More than a few oral health problems have been linked to COVID: ulcers and other kinds of lesions, erosions, plaque, bad breath, swelling, and even necrosis. According to case reports and other medical communications, the tongue is the site affected most often, and cases are split pretty equally between men and women. However, oral symptoms are said to crop up more often in older adults and those with more severe cases of COVID.
Lack of oral hygiene, opportunistic infections, stress, immunosuppression, vasculitis, and hyper-inflammatory response secondary to COVID-19 are the most important predisposing factors for onset of oral lesions in COVID-19 patients.
One type of problem mentioned in the above study has recently received a bit of extra attention: geographic tongue.
Funny name, we know, but it’s a lot easier to pronounce than some of the other names this inflammatory condition goes by, such as erythema migrans or benign migratory glossitis.
It’s not exclusive to COVID patients, though. It’s something that turns up in anywhere from 1 to 3% of the population, and it makes areas of the tongue appear smooth and red, due to the loss of papillae (those little nubbly projections that normally cover the tongue’s surface). The contrast between these patches and other areas can look kind of like a map – hence, the name.
The causes of geographic tongue aren’t totally clear. Some of the candidates that have been suggested over the years include stress, parafunctional habits like tongue biting, allergies, and hormonal fluctuations. Although it can look kind of gross, the condition isn’t contagious and typically doesn’t even need to be treated, since there are seldom any symptoms beyond just the tongue’s appearance.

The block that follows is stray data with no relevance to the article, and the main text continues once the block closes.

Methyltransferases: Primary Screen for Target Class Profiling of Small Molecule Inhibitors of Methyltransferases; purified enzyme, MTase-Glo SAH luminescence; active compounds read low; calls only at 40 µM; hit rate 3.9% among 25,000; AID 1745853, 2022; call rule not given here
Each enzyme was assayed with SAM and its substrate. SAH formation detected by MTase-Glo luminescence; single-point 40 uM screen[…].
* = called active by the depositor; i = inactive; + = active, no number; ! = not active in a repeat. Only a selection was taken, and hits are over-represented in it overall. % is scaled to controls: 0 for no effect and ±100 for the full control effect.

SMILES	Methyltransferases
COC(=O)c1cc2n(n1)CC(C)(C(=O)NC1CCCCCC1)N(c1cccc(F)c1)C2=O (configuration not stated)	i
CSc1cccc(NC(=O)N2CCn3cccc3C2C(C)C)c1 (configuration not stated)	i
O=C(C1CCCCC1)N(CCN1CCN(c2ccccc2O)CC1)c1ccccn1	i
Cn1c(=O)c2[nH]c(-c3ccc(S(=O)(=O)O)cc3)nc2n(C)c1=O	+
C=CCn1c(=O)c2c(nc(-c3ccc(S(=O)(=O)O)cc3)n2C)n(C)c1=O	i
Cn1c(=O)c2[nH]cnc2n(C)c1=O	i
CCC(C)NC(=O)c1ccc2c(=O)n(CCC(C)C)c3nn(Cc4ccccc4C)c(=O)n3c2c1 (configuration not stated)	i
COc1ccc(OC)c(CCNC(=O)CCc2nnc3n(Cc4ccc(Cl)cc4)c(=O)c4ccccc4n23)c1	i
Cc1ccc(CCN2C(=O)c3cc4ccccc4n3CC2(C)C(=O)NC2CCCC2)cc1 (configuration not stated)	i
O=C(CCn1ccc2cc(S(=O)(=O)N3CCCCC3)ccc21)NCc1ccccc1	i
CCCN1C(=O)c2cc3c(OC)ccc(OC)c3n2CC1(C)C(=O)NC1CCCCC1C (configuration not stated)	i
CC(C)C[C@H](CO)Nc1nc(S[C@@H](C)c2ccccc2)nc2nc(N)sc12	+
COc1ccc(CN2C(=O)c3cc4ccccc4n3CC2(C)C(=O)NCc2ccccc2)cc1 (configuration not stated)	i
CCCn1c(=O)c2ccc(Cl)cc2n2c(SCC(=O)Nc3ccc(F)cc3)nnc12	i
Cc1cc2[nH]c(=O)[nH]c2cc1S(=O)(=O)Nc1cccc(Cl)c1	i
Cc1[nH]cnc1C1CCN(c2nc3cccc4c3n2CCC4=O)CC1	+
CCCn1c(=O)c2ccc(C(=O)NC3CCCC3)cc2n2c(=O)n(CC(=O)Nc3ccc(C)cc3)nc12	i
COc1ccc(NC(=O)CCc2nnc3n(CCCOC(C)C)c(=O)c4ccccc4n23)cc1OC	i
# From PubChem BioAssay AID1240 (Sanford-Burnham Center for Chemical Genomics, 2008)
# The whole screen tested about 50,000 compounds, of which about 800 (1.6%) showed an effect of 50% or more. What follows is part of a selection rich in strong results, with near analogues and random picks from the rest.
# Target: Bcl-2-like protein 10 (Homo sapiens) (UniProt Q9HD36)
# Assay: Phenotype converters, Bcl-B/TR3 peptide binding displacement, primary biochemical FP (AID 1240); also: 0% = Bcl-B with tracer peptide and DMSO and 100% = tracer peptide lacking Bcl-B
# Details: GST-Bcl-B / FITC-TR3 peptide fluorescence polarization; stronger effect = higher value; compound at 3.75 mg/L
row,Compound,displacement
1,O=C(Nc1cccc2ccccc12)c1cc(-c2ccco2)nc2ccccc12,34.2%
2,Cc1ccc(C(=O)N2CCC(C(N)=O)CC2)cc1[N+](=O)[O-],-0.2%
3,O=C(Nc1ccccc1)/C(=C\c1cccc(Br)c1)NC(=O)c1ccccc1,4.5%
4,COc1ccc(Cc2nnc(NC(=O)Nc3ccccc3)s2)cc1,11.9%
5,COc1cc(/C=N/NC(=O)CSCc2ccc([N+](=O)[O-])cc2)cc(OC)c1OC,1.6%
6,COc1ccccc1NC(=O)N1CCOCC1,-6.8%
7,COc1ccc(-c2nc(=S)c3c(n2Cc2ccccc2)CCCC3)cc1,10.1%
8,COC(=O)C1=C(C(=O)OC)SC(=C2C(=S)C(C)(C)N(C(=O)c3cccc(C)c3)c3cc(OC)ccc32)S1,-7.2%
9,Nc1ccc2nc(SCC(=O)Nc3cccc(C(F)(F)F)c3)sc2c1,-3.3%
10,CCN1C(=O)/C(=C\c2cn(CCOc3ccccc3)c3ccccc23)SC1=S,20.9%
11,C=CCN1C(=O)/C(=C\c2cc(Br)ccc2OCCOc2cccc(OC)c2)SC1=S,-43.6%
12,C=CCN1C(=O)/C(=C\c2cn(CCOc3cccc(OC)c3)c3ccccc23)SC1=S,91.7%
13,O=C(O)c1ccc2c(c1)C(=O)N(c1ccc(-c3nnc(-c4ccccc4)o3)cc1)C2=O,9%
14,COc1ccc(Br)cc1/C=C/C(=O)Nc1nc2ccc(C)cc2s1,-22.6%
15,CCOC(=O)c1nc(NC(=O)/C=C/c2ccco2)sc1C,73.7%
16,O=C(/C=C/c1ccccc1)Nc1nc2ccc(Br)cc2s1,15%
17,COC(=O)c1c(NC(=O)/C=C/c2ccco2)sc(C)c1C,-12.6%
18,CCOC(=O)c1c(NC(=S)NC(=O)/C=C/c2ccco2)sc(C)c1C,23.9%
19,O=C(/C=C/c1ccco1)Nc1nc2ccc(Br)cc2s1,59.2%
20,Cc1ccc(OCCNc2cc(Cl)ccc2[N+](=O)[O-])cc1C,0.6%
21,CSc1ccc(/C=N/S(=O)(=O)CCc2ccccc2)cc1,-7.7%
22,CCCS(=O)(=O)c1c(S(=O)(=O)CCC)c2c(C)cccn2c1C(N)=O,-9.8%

“If a [geographic tongue] is of recent onset, could it signify COVID-19?” asks Dr. Russell Hathway, of the department of oral and maxillofacial surgery at Morriston Hospital in Swansea, UK, in a recent letter to the BDJ. “Possibly.”
There is some evidence to suggest that GT might be associated with elevated levels of the inflammatory cytokine interleukin-6 (IL-6), the same cytokine that is upregulated in severe COVID-19 disease. It is also worthwhile remembering that angiotensin-converting enzyme 2 (ACE2) receptor expression is higher in the tongue relative to other oral tissues. ACE2 receptors are the entry point of the SARS-CoV-2 virus.
The suspected link, he notes, was identified via patient reports submitted daily to the ZOE COVID-19 Symptom Study app.
Professor Spector, the study’s lead researcher from King’s College London, has reported a number of user submissions that seem to be consistent with GT, but to date there are only two communications in the literature reporting it as part of COVID-19 illness.
Of course, much more research is needed to either confirm or disprove the link. And it can’t be emphasized enough that simply having geographic tongue doesn’t necessarily mean you have COVID.
But as Dr. Hathway’s letter suggests, if your tongue has only recently taken on this appearance, you may want to talk about it with your dentist or physician sooner rather than later. And the same goes with the appearance of any strange lesions or other changes in your mouth. The sooner we can identify the problem and its significance, the sooner we can work with you to go about solving it.
Image by Bin im Garten